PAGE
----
Thanks for providing this David,

I am thinking that the explained 'behavior' description should includes the information about  where in the reading-order/tab-order the user will be returned to at the end of that form component interaction.

Theoretically it should return you back to the logical place you just left before the change of context occurred. If it returns you back to the top/beginning of the page - then that should also be identified, as this is often what happens - and I am unsure just how annoying this is to AT users.......but I know compliance testers find it annoying........and I feel it is disorienting.

I am also concerned about the text input that causes changes of context, - being clearly identified as being included as one of the covered form/context  behaviors - though G13 seems to allude to that in the second example - maybe we need a clearer identification.

In my world this issue is coming up often.



-----Original Message-----
From: David MacDonald
Sent: Aug 17, 2011 6:51 PM
To: 'WCAG'
Cc: 'Loretta Guarino Reid' , 'Gregg Vanderheiden' , 'Michael Cooper'
Subject: WCAG 2 on expanding form controls

In preparation for our discussion of expanding forms, I’ve (we’ve) heard from several blind screen reader users. Their comments are below... there may be a few more comments from another user that I’ve contacted. The consensus currently seems to be the following.


It’s ok to provide a control on a form (such as a dropdown, or checkbox etc) that makes the form expand to add extra content, (or contract to remove content) provided the following four factors are true:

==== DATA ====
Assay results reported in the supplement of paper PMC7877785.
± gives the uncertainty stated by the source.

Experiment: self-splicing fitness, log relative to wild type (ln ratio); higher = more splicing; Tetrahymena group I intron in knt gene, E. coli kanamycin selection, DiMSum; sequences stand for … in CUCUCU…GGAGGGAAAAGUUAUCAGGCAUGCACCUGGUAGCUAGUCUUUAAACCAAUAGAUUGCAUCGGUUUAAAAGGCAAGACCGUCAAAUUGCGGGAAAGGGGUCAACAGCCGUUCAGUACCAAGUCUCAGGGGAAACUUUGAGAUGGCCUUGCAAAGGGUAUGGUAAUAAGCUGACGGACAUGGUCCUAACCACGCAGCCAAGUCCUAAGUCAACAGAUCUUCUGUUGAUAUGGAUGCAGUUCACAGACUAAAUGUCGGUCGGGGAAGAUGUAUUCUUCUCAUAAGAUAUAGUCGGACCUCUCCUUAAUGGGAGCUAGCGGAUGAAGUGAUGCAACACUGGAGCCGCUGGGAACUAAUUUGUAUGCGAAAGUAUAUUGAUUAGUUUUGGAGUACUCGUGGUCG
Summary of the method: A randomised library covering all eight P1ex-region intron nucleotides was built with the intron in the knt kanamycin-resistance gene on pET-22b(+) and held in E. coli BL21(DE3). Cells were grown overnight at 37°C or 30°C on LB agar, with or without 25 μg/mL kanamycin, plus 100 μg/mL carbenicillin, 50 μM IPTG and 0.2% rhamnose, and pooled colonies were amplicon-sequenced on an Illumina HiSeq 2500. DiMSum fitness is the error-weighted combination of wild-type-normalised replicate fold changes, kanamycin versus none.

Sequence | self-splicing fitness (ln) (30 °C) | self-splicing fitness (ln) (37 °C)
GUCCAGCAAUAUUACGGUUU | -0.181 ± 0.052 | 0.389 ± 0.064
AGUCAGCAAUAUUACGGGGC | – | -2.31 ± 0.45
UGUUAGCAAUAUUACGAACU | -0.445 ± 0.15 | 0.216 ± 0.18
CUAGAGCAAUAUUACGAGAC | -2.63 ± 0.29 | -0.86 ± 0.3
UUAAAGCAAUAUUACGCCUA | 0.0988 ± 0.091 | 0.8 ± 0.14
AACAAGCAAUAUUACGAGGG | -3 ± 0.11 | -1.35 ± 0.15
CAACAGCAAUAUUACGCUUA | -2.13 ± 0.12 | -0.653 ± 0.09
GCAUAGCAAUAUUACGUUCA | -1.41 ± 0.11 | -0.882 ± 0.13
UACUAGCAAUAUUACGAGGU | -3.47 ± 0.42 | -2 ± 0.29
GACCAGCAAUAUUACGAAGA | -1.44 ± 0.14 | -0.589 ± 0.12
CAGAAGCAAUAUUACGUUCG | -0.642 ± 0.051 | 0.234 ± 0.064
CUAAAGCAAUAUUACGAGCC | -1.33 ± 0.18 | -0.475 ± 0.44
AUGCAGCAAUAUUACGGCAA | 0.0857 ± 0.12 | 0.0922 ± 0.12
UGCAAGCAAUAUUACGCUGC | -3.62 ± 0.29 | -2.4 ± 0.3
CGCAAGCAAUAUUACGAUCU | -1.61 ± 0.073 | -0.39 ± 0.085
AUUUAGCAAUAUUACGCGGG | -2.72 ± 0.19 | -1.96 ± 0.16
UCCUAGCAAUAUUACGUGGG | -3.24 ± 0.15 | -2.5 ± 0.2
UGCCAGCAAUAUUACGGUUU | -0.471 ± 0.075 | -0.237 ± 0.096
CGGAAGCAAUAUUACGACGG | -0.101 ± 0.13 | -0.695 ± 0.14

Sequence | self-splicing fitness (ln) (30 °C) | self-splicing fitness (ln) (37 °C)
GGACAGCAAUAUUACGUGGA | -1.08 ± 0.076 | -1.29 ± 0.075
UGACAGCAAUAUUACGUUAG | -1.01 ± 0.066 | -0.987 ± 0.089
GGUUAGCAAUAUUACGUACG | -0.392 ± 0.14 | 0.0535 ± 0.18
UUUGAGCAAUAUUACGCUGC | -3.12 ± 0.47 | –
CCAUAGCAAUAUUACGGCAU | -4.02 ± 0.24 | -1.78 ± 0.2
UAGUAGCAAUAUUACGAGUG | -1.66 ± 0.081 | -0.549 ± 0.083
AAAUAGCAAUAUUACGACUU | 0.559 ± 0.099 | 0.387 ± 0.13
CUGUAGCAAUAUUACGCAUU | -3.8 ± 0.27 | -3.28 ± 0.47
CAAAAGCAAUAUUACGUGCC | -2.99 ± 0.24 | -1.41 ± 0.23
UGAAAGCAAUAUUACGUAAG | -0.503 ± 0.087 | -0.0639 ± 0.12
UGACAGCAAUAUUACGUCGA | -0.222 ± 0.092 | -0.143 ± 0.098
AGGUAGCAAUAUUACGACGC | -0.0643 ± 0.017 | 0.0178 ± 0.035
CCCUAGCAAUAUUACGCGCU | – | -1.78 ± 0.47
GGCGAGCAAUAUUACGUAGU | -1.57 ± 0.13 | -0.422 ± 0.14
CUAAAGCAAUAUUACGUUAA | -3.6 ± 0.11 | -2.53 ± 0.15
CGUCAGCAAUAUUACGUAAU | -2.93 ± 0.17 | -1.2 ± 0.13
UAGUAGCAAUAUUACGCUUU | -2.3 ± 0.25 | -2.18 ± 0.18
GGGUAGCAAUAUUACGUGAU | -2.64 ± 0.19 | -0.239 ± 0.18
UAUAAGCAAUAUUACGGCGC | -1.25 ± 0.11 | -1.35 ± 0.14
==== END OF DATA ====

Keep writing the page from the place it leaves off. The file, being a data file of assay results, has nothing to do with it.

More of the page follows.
1.  The focus stays on the control when the change happens

2.  The page does not reload

3.  The changes to the form occurs after the control (in the code order) that causes the changes

4.  If the changes to the form include plain text that would not be in the tab order then there should be instructions provided on the control describing the behaviour. This would be provided via the Title element of the control, or WAI ARIA, or another manner which would be obvious to a screen reader user who is tabbing through the controls.


We may want to require a description of the behaviour also.



David MacDonald





A blind man in his 30’s, expert JAWS user says:


“I agree with the blind contributor who says that it is fine so long as the content being generated appears after the control. The experience could be further enhanced by putting live-aria on the new content. Adding a title tooltip on the control may be useful in some situations but unnecessary in others. This behaviour on pages doesn't bother me and can make for a better user experience when it actually works well with AT.”


A blind man in his 50’s full time employed in IT, uses all popular screen readers, prefers WindowEyes says:


“This will present a challenge to text to speech software developers. I do see their value though.